Volume 4 Issue 1

Current Board Will Spend $50 Million to Move Sixth Graders to Middle School

Is This Best for Students and Does Jeffco Need More Seats?

by Jenna Schmitt

Jeffco is a unique place. We live at the base of the foothills, just miles away from a variety of wonderful outdoor adventures and yet only minutes away from the cultural offerings of Denver. Right here in Jefferson County we have the amazing Red Rocks Amphitheatre, miles and miles of trails and open space, as well as cultural havens including theaters, museums, and even a dinosaur attraction.

Access to a great lifestyle isn’t the only unique characteristic of Jefferson County. We are one of the few school districts in the coun- try where a majority of our sixth graders are educated in elementary schools. Periodically, over the last three decades, the Jeffco commu- nity has engaged in a conversation about mov- ing sixth graders from elementary schools to middle schools. Each time the community, after long conversations and months of study, has said no to the idea.

And yet without any community engage- ment and providing little public justification, our current school board, which has three members running for reelection this fall, is pur- suing a path to force sixth graders out of el- ementary school. The current plan comes with a price tag of about $50 million to add capacity to the middle schools which currently could not accommodate additional students. Those schools include Creighton, Ken Caryl, Summit Ridge, Dunstan, Drake, and Manning Middle Schools.

In addition to the $50 million price tag, the plan calls for adding over 2,200 new classroom seats. But there are already 10,000 empty class- room seats across Jeffco. Why would the board support a plan which increases the number of empty classroom seats by 20 percent?

Additionally, removing the sixth graders from elementary schools will create about 25 small elementary schools, defined as having under 300 students. This board has said that schools with enrollment below 300 are inefficient to run and should be considered for closure. (See Figure 1.) Why would this board be pursuing a plan which could put 25 neighborhood schools at risk of closure? We know from watching the declining enrollment at Pleasant View that when a school is on the closure list families begin to look at other schools to try and ensure they don’t have to move their students midway through their elementary experience.

Closing Pleasant View created an immense amount of stress in one of the most impacted communities in Jefferson County. The neigh- borhood was split as families were sent to two different schools. In one of the new schools students will receive additional supports be- cause they are attending a high poverty school, but that is not the case in the other new school. Additionally, questions remain about how the new schools will replicate many of the pro- grams which were offered at Pleasant View, including the backpack program, food pantry, and holiday shop. Families of students who were in Pleasant View’s center program lived through even more stress because the district did not decide the new school for their stu- dents until late spring. Forcing sixth graders out of elementary schools will put many more communities at risk of their schools closing.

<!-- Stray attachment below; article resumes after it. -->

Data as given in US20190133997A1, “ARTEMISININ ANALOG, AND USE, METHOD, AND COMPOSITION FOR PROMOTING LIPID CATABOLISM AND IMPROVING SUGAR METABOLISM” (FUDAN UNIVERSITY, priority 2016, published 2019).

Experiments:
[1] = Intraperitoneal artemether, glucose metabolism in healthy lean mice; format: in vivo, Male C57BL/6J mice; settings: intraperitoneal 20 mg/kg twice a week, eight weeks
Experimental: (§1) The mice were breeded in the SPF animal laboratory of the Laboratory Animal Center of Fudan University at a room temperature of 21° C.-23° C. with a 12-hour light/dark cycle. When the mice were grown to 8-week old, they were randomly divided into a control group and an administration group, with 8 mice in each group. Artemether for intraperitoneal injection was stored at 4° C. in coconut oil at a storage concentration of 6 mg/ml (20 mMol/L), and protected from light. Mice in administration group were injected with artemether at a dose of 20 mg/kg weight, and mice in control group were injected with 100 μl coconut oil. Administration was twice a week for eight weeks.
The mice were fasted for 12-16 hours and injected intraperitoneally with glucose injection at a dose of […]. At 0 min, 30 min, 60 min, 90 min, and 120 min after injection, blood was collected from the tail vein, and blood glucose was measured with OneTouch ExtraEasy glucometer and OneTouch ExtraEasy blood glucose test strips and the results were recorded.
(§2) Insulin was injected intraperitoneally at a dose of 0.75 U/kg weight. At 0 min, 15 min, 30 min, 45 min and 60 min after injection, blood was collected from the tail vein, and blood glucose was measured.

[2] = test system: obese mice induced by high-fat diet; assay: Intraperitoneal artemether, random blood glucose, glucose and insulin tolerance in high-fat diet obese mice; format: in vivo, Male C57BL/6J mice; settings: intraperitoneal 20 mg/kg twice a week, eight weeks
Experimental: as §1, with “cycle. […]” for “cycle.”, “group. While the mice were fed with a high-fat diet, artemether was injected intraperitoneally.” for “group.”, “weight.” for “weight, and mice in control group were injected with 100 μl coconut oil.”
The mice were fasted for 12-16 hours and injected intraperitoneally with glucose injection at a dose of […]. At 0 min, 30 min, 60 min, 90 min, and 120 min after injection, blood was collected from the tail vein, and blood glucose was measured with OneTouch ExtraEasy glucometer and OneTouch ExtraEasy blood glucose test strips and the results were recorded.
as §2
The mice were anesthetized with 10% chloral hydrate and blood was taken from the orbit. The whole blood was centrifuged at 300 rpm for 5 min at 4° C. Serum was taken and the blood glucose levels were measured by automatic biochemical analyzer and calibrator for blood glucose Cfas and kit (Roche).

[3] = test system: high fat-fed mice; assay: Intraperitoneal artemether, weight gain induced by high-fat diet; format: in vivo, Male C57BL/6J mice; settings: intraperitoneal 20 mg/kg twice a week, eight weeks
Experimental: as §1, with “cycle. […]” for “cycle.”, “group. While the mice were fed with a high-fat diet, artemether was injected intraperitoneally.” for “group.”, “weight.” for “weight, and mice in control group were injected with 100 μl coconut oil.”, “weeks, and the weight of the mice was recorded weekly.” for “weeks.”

Many are asking what student achievement improvements will be gained from forcing sixth graders into middle schools. Certainly, high achieving students will be able to access higher levels of math and all students will have access to more robust electives offered at mid- dle schools. However, students will also spend less time learning to read and write. In elemen- tary schools, students usually spend nearly two hours a day in literacy instruction; in middle school that is usually reduced to less than an hour a day. With 48 percent of Jeffco sixth graders not meeting grade level standards in English Language Arts, how will a reduction in instruction help improve student achievement?

While there is not much research on the top- ic, the few studies available show sixth grad- ers’ academic achievement is higher when they are educated in elementary schools. We have heard no plans from Jeffco’s leadership on how our sixth graders will get the extra literacy sup- ports they need.

Parents of students in autism center pro- grams which offer robust services to elemen- tary students have spoken loudly against the move. At present, services for autistic students in middle schools are not nearly as compre- hensive as those in elementary schools. Parents of Gifted and Talented students in center pro- grams in south Jeffco and Lakewood are also worried as the middle schools with GT center programs don’t have room for sixth graders.

The district’s solution is to send just one class of sixth graders to the GT middle school cen- ter program. That will result in a school of 600 students having only 30 sixth graders. Families who have been considering Manning are also concerned. If no classrooms are added to Man- ning when they begin adding sixth graders, there will be less room for the many families on the choice list hoping to access the great educa- tion provided at Manning.

When the conversations happened in Jeffco in previous years, the community engagement process took months and in some cases years. The current Jeffco school board did not have these conversations during their campaigns in 2015 and yet by mid-2016 they were hav- ing discussions about making the change. Has there been a survey of parents to know how many Jeffco residents support or oppose mov- ing sixth graders to middle school? The only indication we have might be the defeat of the 2016 tax increase which would have financed the $50 million move. The tax initiative was soundly defeated at the ballot box.

 Figure 1

Figure 1